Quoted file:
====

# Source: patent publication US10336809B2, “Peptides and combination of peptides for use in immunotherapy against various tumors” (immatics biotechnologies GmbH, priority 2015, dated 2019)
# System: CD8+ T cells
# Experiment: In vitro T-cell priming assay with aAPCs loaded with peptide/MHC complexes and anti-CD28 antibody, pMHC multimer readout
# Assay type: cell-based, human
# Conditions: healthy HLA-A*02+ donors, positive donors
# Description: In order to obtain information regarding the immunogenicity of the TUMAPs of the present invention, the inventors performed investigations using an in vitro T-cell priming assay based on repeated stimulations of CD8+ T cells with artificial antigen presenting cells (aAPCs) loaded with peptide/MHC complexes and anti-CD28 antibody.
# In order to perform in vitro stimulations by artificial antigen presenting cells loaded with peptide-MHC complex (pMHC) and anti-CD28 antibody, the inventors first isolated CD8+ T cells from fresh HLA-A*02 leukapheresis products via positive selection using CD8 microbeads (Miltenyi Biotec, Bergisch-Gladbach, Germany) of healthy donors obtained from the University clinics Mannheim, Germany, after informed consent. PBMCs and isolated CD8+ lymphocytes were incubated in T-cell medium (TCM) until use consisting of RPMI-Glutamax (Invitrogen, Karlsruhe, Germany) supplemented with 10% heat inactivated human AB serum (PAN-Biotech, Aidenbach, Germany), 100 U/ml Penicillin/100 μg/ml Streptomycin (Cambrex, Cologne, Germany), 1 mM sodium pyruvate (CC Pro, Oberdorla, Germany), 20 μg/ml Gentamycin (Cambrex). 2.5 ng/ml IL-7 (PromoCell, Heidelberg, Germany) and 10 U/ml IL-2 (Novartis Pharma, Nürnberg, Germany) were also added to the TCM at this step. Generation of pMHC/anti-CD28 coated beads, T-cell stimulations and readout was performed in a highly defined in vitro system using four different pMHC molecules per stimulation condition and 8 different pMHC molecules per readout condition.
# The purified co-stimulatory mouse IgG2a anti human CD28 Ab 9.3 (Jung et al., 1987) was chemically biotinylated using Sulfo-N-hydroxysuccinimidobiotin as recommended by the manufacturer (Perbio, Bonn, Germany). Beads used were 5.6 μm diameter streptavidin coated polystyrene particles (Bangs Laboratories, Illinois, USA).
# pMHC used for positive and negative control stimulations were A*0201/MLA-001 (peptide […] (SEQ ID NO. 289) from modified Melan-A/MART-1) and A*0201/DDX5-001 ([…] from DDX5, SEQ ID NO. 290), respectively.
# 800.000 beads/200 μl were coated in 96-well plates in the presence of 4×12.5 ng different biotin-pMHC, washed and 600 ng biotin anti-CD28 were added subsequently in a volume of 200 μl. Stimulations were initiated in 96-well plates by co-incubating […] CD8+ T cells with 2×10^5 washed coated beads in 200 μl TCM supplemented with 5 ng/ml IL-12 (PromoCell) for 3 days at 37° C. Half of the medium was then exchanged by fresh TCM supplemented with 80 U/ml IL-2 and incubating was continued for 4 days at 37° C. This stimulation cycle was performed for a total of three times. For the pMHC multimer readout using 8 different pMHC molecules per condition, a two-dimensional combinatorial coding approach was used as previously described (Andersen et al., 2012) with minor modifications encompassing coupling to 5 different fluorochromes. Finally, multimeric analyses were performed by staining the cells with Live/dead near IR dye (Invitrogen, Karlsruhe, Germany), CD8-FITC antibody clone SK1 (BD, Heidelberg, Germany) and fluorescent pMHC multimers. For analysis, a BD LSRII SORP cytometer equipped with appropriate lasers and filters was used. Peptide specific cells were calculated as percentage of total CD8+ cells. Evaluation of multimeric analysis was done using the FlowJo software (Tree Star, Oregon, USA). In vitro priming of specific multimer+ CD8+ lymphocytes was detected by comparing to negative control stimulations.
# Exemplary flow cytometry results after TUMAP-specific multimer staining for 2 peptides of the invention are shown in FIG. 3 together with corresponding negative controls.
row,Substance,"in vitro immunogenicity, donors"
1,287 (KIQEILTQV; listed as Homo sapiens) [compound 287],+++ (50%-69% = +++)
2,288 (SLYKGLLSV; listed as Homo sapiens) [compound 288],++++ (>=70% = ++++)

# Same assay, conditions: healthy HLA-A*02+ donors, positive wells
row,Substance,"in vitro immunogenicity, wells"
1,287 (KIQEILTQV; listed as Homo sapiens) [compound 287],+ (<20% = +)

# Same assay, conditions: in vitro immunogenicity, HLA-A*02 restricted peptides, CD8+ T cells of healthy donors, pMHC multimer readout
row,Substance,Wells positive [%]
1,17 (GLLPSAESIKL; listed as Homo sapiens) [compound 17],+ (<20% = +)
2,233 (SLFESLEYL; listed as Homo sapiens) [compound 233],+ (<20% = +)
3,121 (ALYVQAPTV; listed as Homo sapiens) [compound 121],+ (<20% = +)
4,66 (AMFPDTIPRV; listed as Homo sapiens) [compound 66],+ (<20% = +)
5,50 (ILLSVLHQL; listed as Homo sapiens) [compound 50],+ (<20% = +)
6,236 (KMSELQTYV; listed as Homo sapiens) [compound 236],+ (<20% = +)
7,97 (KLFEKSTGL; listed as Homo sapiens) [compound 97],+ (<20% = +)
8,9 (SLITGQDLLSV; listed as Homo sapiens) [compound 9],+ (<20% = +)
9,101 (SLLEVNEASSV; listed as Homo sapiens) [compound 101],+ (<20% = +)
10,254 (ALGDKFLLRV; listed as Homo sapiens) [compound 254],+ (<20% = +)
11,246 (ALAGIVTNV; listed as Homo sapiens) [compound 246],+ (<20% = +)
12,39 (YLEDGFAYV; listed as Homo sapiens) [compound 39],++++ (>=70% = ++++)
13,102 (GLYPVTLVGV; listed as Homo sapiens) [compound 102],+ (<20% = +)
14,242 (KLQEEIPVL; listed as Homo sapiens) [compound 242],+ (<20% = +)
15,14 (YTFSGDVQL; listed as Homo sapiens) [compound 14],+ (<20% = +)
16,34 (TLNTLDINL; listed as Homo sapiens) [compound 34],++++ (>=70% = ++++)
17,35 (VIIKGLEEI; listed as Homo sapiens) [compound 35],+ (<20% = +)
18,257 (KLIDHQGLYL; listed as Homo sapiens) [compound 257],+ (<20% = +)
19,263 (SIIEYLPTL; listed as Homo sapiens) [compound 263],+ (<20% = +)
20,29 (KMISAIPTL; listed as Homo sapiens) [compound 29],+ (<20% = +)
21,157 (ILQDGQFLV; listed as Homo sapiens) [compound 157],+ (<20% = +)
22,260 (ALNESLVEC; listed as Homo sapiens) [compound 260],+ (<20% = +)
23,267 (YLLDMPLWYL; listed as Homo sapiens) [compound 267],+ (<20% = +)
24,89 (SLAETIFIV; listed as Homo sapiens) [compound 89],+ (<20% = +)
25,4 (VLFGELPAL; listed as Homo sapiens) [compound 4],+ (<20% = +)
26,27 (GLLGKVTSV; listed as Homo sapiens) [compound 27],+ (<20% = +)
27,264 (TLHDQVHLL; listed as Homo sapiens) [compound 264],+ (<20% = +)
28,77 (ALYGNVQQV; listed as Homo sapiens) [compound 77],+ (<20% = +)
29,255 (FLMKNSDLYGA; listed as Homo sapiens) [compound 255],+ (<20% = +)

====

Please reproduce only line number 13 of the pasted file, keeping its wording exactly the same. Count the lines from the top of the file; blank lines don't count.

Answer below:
1,287 (KIQEILTQV; listed as Homo sapiens) [compound 287],+++ (50%-69% = +++)